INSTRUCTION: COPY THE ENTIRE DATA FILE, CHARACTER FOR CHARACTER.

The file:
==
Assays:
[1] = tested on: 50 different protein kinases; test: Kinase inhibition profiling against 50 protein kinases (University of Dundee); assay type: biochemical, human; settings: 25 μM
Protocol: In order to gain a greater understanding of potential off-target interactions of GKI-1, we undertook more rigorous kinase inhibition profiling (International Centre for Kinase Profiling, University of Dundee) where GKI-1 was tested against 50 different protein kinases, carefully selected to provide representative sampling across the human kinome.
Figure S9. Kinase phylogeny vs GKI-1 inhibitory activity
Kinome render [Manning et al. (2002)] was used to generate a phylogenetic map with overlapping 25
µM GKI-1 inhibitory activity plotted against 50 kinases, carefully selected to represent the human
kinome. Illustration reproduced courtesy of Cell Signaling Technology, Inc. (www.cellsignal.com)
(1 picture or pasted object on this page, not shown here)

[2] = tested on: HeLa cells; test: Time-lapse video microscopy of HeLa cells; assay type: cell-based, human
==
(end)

Assays:
[1] = tested on: 50 different protein kinases; test: Kinase inhibition profiling against 50 protein kinases (University of Dundee); assay type: biochemical, human; settings: 25 μM
Protocol: In order to gain a greater understanding of potential off-target interactions of GKI-1, we undertook more rigorous kinase inhibition profiling (International Centre for Kinase Profiling, University of Dundee) where GKI-1 was tested against 50 different protein kinases, carefully selected to provide representative sampling across the human kinome.
Figure S9. Kinase phylogeny vs GKI-1 inhibitory activity
Kinome render [Manning et al. (2002)] was used to generate a phylogenetic map with overlapping 25
µM GKI-1 inhibitory activity plotted against 50 kinases, carefully selected to represent the human
kinome. Illustration reproduced courtesy of Cell Signaling Technology, Inc. (www.cellsignal.com)
(1 picture or pasted object on this page, not shown here)

[2] = tested on: HeLa cells; test: Time-lapse video microscopy of HeLa cells; assay type: cell-based, human